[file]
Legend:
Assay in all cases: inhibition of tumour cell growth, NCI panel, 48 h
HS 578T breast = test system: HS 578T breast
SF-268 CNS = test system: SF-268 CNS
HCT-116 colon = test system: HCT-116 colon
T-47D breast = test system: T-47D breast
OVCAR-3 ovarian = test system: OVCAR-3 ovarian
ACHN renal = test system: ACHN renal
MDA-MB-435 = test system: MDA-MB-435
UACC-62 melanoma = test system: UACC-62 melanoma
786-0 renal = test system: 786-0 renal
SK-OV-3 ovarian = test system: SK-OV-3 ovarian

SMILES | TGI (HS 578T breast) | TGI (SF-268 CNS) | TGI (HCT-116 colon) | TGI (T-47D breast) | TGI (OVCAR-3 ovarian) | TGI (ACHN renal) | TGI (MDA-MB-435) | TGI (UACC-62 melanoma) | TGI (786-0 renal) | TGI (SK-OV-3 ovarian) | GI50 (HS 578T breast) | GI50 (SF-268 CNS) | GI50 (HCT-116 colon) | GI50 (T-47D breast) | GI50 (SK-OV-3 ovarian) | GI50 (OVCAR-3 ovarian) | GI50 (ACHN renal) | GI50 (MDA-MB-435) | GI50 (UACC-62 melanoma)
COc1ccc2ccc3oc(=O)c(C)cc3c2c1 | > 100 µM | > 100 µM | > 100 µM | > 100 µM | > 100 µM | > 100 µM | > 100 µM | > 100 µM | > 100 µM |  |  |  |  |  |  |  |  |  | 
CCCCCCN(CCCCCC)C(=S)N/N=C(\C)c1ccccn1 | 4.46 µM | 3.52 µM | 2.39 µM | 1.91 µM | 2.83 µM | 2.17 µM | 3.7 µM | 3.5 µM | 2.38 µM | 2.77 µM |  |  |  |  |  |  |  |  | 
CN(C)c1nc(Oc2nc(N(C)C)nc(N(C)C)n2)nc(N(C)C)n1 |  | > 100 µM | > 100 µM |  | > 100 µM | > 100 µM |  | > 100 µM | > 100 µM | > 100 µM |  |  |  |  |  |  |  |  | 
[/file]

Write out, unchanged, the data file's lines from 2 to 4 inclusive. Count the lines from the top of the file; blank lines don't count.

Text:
Assay in all cases: inhibition of tumour cell growth, NCI panel, 48 h
HS 578T breast = test system: HS 578T breast
SF-268 CNS = test system: SF-268 CNS